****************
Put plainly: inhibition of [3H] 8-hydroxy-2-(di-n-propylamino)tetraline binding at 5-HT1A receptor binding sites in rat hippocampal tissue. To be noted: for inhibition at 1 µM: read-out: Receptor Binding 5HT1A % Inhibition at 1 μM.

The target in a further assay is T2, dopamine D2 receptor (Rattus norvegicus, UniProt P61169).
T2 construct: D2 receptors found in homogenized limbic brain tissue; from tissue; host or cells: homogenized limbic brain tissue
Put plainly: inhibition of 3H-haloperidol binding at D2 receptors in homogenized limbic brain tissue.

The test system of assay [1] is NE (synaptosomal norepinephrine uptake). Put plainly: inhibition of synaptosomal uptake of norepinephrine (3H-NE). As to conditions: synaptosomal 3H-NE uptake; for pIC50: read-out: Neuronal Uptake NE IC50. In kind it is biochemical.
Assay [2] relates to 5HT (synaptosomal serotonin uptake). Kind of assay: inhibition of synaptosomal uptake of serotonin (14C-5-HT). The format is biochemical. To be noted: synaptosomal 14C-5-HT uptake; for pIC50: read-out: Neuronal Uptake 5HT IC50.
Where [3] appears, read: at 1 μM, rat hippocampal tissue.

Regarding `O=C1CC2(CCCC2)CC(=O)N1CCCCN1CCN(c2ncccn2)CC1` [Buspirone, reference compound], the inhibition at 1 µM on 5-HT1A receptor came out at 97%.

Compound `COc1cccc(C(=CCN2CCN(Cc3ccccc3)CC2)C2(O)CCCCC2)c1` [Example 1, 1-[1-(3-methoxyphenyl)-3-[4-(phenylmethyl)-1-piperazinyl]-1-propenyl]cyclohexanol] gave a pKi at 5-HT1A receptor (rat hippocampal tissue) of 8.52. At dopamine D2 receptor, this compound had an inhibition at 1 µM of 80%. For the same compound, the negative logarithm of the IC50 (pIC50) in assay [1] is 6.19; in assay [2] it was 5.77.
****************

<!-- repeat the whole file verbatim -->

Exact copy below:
Put plainly: inhibition of [3H] 8-hydroxy-2-(di-n-propylamino)tetraline binding at 5-HT1A receptor binding sites in rat hippocampal tissue. To be noted: for inhibition at 1 µM: read-out: Receptor Binding 5HT1A % Inhibition at 1 μM.

The target in a further assay is T2, dopamine D2 receptor (Rattus norvegicus, UniProt P61169).
T2 construct: D2 receptors found in homogenized limbic brain tissue; from tissue; host or cells: homogenized limbic brain tissue
Put plainly: inhibition of 3H-haloperidol binding at D2 receptors in homogenized limbic brain tissue.

The test system of assay [1] is NE (synaptosomal norepinephrine uptake). Put plainly: inhibition of synaptosomal uptake of norepinephrine (3H-NE). As to conditions: synaptosomal 3H-NE uptake; for pIC50: read-out: Neuronal Uptake NE IC50. In kind it is biochemical.
Assay [2] relates to 5HT (synaptosomal serotonin uptake). Kind of assay: inhibition of synaptosomal uptake of serotonin (14C-5-HT). The format is biochemical. To be noted: synaptosomal 14C-5-HT uptake; for pIC50: read-out: Neuronal Uptake 5HT IC50.
Where [3] appears, read: at 1 μM, rat hippocampal tissue.

Regarding `O=C1CC2(CCCC2)CC(=O)N1CCCCN1CCN(c2ncccn2)CC1` [Buspirone, reference compound], the inhibition at 1 µM on 5-HT1A receptor came out at 97%.

Compound `COc1cccc(C(=CCN2CCN(Cc3ccccc3)CC2)C2(O)CCCCC2)c1` [Example 1, 1-[1-(3-methoxyphenyl)-3-[4-(phenylmethyl)-1-piperazinyl]-1-propenyl]cyclohexanol] gave a pKi at 5-HT1A receptor (rat hippocampal tissue) of 8.52. At dopamine D2 receptor, this compound had an inhibition at 1 µM of 80%. For the same compound, the negative logarithm of the IC50 (pIC50) in assay [1] is 6.19; in assay [2] it was 5.77.